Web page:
Chris Froome – the nature (and nurture) of a winner

Posted 27 July 2015 by
Catherine Chapman - Product Manager at OPP

In the last few days of the race, the media buzz around the Tour de France reached a crescendo in the UK – not least because Team Sky’s champion rider Chris Froome was dominating the race, and the chances for others to put the brakes on him were narrowing. In an unprecedented move, Team Sky released Froome’s physiological “power data” to enable “a greater understanding of his performance”, following accusations that his advances in stage 10 of the race were beyond normal physical abilities. The data revealed that the speed with which Froome achieved the daunting climb to La Pierre-Saint-Martin in stage 10 was exceptional, but well within his means.

This got me thinking. Athleticism is obviously paramount for any potential winner – but where does personality fit into the puzzle? Alejandro Valverde, a fellow Tour de France rider, says of Froome “he’s a great rider with a strong head”. That’s all about personality, surely?

Team Sky are already well aware of this area of an athlete’s development, and Steve Peters, team psychiatrist (and consultant to the senior management team, staff and riders), uses techniques such as the well known ‘chimp and gremlin’ management. But in the nature versus nurture debate, I wonder whether Froome has any inherent psychological strengths and tendencies that enable him to unlock his talent. For example, if we used the 16PF assessment to match the “power data” with personality data, what would we find?

When it comes to relating to others, we might hazard a guess that Froome has high self-reliance – valuing autonomy and being highly individualistic. But with the Tour de France being such a unique mixture of team and individual prowess, perhaps the key to top performance is midway between group-orientation and self-reliant.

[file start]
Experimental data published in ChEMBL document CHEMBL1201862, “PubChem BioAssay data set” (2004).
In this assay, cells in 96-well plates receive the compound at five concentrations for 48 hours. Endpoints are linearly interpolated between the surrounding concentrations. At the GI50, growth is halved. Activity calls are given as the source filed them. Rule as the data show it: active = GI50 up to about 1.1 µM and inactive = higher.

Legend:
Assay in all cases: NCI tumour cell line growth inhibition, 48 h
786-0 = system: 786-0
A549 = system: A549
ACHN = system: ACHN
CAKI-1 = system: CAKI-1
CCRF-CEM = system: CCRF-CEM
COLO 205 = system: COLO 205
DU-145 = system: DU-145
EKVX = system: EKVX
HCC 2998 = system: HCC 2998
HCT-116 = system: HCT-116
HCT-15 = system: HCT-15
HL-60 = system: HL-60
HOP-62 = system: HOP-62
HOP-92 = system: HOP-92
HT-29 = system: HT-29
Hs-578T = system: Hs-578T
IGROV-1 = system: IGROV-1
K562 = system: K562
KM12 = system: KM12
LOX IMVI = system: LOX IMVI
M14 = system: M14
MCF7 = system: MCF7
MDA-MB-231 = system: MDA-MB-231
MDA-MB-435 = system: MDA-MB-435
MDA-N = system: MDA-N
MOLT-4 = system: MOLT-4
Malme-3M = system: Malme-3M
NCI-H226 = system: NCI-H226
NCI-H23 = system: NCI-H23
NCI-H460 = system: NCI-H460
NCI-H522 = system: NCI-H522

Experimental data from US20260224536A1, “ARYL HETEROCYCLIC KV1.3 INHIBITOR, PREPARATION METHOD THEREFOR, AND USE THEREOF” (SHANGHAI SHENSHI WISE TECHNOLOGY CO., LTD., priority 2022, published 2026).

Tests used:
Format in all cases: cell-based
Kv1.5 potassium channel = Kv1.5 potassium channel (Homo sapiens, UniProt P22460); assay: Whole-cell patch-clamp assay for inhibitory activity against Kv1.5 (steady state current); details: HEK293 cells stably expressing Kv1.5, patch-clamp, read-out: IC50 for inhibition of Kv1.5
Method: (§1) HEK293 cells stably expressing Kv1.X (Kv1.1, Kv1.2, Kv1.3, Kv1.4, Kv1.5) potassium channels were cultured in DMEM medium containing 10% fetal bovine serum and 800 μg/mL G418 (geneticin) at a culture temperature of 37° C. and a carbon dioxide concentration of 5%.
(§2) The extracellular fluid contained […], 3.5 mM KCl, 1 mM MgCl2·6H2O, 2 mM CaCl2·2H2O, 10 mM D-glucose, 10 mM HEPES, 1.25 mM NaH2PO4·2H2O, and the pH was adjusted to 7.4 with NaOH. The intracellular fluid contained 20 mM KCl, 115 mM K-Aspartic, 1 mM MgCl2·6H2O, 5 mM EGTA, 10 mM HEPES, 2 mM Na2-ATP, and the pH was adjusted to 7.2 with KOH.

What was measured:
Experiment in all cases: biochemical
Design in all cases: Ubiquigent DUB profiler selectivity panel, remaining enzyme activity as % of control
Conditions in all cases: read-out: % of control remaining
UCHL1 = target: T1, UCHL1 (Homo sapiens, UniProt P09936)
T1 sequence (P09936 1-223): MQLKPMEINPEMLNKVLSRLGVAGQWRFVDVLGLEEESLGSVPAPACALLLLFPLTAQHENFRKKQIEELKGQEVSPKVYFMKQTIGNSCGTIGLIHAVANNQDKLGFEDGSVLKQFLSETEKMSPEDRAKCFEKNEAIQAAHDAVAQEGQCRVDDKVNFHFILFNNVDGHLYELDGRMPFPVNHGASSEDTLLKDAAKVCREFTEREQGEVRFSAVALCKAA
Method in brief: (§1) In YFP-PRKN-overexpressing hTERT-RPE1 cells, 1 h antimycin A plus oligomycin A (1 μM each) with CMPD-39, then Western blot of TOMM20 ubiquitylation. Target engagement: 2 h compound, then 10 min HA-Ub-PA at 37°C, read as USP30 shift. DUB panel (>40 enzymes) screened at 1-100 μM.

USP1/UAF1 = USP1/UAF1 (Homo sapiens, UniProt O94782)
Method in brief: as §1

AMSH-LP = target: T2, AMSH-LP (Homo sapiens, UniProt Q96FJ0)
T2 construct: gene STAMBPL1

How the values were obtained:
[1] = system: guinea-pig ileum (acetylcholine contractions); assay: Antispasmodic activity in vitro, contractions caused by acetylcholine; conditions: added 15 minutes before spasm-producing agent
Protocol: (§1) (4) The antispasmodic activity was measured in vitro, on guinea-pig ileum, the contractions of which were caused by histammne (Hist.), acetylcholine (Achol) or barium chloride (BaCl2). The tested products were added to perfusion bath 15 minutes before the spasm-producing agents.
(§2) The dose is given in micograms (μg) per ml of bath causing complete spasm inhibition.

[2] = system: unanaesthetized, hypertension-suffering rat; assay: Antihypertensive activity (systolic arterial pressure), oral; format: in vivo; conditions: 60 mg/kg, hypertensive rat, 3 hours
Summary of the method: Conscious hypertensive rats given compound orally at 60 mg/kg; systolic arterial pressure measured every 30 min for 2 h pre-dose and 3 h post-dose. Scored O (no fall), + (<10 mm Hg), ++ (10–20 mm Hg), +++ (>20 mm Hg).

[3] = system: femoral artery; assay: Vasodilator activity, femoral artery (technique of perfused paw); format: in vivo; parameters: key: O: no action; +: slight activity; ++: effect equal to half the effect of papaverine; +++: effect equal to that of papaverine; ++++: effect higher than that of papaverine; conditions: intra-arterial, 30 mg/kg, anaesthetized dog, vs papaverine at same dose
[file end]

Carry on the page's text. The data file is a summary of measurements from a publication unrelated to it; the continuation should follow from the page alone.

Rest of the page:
Perhaps the most extreme ‘score’ on the 16PF personality data card might be around perfectionism – being self-disciplined, efficient, exacting, persevering and goal-oriented. The fact that Froome, as a schoolboy in Africa, used to rise at 5am to train would seem to be evidence of this, backed up by the year-in-year-out dedication and achievements he’s made since. ‘Tension’ is potentially another key area to look at in terms of personality. A high level of ‘tension’ would tend to show driven, energetic behaviour and indicate considerable internal motivation. This sounds like a must-have for any top performer – athlete, manager, or entrepreneur. 

It’s natural for humans to want to uncover the reasons behind greatness – not least to emulate it. But I suspect that it’s the interaction of all these factors – the synergy of nature and nurture coming together – that make Chris Froome the unique and magically talented athlete he is. 

And in future, when looking at the engine that drives greatness, perhaps teams, the press and the world in general should look a bit more under the personality bonnet, not just the physical one?

(Photo by Ludovic Péron, Wikimedia Commons)

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